New (and Newer) Media – Alan Liu

Alan Liu – Imagining the New Media Encounter (available here).

“Today, “digital” is the great new medium, and … The star today is “media” in a larger and more promiscuous sense that intermixes literature (when it includes it at all) with music, film, TV, animation, journalism, and so on…” – Alan Liu

This post is not so much a response to the article, just some thoughts on some of the issues raised. This article may be a little difficult to get to grips with at first, but I did a class called Philosophy of the Mass Media last year which gave me a good foundation of Luhmann and McLuhan.

What the article did was make me think about was what we can actually define as ‘new’ media. Luhmann says that something can only be new once, and that once it has been put out into the world (through television, magazines, radio etc.) it is no longer news. Today, people queue for hours to get the latest phones, games, iPods, iPads and more. The novelty comes from the item being newer and more advanced than the last. However, by the end of that day, it is no longer new, and people start to look for the ‘next big thing’. For Luhmann there are many different selectors which help the mass media decide what is news for the people of the society. This can be on a local, nation or international level. The selectors include; local relevance, surprise, conflict and violation of norms. These selectors help to narrow down the information from the non-information.

We live in a highly technological age where we must be able to use this technology to get things done. While some people may see this as ‘laziness’, my point of view is that each new piece of technology allows us to do more and more, and this in turn allows us to create more and more. Humans create things to makes our lives easier. This has been happening for thousands of years. A media-related example is that hand-produced leaflets were replaced with the creation of the printing press. For more information on the printing press, its development and the impact it has had on the mass production of books visit this site: History of the Printing Press.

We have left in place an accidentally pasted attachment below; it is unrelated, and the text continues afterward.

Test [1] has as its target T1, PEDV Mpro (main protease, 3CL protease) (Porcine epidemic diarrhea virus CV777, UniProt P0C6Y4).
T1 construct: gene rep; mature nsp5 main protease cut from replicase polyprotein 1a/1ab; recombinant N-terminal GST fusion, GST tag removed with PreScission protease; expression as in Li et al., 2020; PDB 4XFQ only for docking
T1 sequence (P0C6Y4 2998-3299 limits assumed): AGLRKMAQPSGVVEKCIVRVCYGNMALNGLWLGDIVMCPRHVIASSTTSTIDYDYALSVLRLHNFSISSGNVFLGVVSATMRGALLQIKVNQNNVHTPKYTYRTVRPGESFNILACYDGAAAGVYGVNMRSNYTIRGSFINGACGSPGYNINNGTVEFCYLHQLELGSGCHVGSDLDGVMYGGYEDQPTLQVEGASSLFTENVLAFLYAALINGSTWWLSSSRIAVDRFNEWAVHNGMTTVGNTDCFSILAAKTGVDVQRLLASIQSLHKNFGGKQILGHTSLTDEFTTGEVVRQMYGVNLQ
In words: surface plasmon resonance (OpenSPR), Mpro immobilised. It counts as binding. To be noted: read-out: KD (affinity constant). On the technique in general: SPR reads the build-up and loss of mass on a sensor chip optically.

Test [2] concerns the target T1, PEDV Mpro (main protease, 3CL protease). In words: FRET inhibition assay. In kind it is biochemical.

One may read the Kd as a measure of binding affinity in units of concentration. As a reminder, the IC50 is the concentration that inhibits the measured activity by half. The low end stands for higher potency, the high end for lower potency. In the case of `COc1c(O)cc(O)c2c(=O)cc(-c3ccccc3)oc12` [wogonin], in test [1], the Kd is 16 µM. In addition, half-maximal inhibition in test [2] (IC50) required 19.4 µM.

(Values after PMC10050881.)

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The more we become familiar with the technology, the more productive we can be within our society. This ties in to what McLuhan says regarding the medium as the message. It isn’t what we can say, but how we can say it, and what methods of the media are available to us. In this way, the media is becoming more democratized. The media is allowing more and more people to get involved and comment on society through blogs, websites and social networking. We don’t need a postgraduate degree to set up a blog, or write on Facebook. McLuhan believes there is no excuse to not get involved, it is our duty to become an active social agent within our society.

I suppose what I’m trying to say is that at one point or another, everything is new. Not only that, but there are thousands of new inventions every week. These new creations lead to more and more new things. There is no way that anybody can be expected to keep up with it all. We just have to learn how to cope the best we can with the new technology of today! However hard this is, we must find our own ways to best communicate with the outside world.

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